With the record number of applicants the University received this year, the staff at the Admissions Office has been working harder than usual over the last few months. According to Admissions officers, the University’s dramatic rise in applications, despite reversed trends in the majority of other private liberal arts institutions, came as a surprise.
“It’s been busy,” said Tara Lindros, assistant dean of Admissions. “The processing staff who open the mail and enter everything in to the computer have been very busy. And those of us who actually sit down and actually read the applications…you feel that those extra 1800 applications does make an impact on how much more work you have to do to complete them.”
Because of the dismal economy, Lindros said it was hard to predict in the fall what the admissions landscape would look like. Lindros attributes the rise in applicants to a number of factors.
“I think it’s a convergence of a lot of different things, plus a little bit of good luck,” she said. “I think it’s a combination of having a tour model that we think works very well, having a lot of visitors, doing travel to a lot of places in the country, and having somebody like President Obama speak at commencement.”
The admissions office tried to make tour groups smaller this year in order to provide a more personal experience for visitors. In March, a total of 191 tours were given for 2,354 visitors, compared to last year where only 144 tours were given to 2,544 visitors. For the months of February, March, and April, the tour guide to visitor ratio dropped slightly to roughly 1:13. These numbers apply only to regular tours and do not include schools and programs that arrange special tours with the University.
According to Barry Finder ’09, one of the tour program coordinators, tour guides have had more work this year than in the past.
“It has felt far busier this year, but I think that’s just because we’re more prepared,” he said. “As you can tell, we had far more tours this March than last March, which means that we were better staffed.”
WesFest was also, as usual, a big operation. Kora Shin ’09 was one of the WesFest interns this year charged with making sure the weekend ran as smoothly as possible. The interns organized student events, put together information booklets, communicated with prefrosh, and matched prefrosh with student hosts. Shin said that this year’s WesFest, despite a 22 percent increase in applicants, went off without a hitch.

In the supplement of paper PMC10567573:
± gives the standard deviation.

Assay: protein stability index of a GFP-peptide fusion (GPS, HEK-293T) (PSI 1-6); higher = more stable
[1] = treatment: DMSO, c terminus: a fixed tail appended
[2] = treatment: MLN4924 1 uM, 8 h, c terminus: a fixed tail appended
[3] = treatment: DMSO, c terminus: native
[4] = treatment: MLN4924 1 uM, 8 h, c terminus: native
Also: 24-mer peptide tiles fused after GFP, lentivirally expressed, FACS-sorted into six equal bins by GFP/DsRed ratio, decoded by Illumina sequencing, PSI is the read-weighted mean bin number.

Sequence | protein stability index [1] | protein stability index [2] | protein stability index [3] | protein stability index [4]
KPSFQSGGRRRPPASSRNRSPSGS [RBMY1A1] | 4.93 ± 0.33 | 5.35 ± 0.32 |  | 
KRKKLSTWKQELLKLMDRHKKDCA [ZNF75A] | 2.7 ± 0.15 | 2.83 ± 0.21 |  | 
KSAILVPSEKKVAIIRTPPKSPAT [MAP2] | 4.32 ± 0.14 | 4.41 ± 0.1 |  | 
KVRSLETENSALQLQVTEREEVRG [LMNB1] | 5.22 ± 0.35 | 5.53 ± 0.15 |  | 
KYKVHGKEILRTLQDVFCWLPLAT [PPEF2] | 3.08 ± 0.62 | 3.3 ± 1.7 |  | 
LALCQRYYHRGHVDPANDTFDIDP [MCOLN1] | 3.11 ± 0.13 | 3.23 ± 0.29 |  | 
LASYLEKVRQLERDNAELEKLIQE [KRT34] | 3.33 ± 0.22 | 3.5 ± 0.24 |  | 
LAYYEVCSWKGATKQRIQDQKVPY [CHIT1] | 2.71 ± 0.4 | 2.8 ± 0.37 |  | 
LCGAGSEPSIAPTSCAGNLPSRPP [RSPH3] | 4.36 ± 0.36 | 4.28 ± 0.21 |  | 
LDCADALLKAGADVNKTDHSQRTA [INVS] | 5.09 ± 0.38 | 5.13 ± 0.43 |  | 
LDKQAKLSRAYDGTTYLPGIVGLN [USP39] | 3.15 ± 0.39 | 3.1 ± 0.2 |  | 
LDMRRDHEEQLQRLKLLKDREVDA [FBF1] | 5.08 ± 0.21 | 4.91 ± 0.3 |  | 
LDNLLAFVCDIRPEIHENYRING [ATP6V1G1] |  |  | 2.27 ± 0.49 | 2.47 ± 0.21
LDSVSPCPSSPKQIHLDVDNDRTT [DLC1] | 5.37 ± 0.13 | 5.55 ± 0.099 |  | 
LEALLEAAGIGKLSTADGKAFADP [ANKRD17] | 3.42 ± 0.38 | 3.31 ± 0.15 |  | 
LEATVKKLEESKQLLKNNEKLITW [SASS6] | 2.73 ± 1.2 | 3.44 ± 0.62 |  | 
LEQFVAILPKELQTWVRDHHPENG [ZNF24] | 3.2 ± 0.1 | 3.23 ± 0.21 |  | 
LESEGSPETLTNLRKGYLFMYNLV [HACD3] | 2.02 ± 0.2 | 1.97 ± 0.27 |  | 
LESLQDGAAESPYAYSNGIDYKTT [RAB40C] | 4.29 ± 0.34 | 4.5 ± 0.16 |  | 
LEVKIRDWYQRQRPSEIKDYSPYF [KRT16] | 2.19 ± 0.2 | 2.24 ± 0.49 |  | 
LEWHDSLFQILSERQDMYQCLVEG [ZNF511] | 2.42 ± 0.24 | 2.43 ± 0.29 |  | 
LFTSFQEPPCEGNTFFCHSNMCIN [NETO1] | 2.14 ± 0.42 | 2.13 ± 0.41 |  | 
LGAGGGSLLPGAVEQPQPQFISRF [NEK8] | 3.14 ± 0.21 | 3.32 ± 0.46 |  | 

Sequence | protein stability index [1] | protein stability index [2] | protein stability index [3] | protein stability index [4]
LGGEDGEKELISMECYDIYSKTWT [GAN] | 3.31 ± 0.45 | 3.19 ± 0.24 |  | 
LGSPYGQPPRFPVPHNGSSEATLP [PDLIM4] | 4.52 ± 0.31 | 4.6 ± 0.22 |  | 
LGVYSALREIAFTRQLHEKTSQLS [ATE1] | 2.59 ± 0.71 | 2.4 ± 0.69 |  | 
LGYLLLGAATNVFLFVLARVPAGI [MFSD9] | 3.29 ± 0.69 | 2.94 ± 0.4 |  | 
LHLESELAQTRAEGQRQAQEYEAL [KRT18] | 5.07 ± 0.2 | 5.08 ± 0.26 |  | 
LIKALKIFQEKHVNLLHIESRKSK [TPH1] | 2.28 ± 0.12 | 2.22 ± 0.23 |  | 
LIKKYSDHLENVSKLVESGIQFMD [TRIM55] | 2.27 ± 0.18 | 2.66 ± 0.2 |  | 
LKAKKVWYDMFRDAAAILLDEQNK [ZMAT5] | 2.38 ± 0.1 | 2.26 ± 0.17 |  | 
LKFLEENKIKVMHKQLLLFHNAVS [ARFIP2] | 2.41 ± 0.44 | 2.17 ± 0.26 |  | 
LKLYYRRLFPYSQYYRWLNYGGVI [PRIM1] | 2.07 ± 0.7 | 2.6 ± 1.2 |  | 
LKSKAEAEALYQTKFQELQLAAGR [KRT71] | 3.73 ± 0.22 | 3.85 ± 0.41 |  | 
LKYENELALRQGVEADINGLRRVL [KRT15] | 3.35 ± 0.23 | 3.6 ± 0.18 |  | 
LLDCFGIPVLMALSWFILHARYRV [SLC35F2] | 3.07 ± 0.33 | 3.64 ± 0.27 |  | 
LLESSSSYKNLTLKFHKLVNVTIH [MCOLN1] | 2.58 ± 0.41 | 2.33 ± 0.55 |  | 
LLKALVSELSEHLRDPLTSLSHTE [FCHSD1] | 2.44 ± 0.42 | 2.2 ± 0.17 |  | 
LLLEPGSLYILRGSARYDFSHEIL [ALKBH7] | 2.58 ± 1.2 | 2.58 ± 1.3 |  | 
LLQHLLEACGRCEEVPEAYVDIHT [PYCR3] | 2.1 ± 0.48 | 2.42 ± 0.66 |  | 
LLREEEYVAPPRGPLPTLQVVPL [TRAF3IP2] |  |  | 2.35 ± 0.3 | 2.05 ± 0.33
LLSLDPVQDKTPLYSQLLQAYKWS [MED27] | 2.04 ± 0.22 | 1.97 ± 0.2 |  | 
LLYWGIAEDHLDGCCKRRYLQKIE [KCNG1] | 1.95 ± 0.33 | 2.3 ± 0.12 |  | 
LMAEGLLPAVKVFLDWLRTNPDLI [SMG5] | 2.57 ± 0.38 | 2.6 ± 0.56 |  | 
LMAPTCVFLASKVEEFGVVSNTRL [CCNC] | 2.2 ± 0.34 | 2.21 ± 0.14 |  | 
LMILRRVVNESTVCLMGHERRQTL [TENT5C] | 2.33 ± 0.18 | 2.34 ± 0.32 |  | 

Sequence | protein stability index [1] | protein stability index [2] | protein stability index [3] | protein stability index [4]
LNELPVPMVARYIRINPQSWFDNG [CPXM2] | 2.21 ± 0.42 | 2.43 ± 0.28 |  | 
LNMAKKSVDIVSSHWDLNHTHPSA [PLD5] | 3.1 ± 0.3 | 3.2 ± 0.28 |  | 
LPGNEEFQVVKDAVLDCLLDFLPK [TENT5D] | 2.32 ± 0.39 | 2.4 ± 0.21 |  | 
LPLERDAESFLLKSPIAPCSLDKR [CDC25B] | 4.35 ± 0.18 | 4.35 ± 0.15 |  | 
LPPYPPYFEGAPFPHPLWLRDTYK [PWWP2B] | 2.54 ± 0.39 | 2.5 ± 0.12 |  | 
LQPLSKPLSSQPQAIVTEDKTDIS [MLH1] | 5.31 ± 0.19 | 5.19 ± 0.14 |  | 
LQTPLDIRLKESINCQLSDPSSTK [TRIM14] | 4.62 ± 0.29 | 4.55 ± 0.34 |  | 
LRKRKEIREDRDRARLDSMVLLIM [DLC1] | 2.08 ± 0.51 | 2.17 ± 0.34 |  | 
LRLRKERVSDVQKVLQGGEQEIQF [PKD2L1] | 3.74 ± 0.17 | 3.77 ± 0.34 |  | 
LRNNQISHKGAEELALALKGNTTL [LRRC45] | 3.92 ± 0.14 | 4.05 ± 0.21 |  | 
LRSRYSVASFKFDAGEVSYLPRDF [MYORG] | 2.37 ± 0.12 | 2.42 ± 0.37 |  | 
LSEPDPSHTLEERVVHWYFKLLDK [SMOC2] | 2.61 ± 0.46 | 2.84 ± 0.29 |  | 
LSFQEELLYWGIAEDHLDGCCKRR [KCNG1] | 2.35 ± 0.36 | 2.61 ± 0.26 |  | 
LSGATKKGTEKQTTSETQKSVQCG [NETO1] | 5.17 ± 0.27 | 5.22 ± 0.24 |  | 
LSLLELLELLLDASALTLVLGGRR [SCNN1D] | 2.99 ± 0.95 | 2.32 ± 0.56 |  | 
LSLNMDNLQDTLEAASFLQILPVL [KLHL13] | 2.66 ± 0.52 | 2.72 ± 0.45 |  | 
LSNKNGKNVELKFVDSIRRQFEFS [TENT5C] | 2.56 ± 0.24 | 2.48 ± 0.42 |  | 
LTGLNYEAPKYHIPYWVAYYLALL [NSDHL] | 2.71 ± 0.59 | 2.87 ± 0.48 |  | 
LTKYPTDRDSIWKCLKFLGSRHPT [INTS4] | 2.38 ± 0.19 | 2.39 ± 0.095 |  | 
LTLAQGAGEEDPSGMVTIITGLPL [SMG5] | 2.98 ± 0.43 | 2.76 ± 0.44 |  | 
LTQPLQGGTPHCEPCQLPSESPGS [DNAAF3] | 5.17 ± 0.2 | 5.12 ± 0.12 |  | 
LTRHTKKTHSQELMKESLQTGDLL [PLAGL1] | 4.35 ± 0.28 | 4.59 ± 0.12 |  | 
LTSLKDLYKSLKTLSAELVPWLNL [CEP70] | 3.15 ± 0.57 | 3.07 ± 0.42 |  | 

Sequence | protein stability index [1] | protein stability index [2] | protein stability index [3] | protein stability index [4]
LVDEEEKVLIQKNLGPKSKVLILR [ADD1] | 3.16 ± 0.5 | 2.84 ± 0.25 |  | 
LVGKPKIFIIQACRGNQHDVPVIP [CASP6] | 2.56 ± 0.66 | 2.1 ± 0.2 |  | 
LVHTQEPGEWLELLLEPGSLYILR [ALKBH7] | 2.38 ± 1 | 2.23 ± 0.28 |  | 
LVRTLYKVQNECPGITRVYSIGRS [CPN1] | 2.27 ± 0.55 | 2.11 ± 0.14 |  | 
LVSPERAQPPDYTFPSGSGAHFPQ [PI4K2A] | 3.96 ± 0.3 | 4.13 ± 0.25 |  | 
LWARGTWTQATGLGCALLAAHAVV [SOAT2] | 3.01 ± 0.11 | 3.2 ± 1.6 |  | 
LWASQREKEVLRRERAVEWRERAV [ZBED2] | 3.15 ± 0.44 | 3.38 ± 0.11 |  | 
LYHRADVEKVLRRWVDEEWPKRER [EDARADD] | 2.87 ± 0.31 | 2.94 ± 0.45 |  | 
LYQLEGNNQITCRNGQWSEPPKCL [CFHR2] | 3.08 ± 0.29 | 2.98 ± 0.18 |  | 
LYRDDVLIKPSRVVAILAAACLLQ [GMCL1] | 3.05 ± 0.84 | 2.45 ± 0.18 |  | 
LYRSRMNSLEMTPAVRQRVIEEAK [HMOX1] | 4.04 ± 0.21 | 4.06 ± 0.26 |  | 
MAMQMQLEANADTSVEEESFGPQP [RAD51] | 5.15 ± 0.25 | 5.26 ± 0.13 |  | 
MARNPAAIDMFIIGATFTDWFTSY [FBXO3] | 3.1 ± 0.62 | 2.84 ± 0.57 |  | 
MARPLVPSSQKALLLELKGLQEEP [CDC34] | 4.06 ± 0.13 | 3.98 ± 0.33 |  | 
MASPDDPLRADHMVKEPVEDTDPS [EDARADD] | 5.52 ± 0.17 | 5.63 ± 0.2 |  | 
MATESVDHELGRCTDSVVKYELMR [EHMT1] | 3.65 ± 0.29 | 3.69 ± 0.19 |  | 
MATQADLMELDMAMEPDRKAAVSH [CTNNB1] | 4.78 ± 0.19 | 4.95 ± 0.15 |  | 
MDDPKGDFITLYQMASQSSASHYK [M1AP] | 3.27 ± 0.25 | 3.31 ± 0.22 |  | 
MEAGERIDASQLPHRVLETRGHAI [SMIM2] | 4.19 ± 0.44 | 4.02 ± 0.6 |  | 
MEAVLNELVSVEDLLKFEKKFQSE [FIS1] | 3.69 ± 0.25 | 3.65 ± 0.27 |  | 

“I think WesFest went well,” she said. “For me, the high point was the student barbeque. It was nice to see the prefrosh enjoying their time here at Wesleyan and it was nice to see all the students having a good time too.”
According to Lindros, a bigger pool of applicants this year did not mean a dilution of talent.
“You could assume that it’s a bigger pool so maybe there are less really great kids in the pool; that it’s more kids in the middle or in the bottom,” Lindros said. “That’s not at all the case; this is a very strong pool of applicants. We were more selective by quite a bit than we were last year and I think those students we did choose are as good if not better than the students we’ve had in the pool in the past.”
Now that the process of screening applications is over, the office is moving on to other tasks—such as convincing accepted students to choose Wesleyan. Lindros and her staff have been calling accepted students and answering any questions they might have.
The office is also dealing with transfer applications, as well as starting to shift its focus toward next year’s class. Lindros is hopeful that the increase in applications this year is a reflection of a genuine increase in interest in the University, though she maintained that nothing is certain.
“I think that we have high hopes that this is something we can sustain,” she said. “But because we can’t put our finger exactly on what caused this to happen this year, it’s hard to say if we can recreate that thing again.”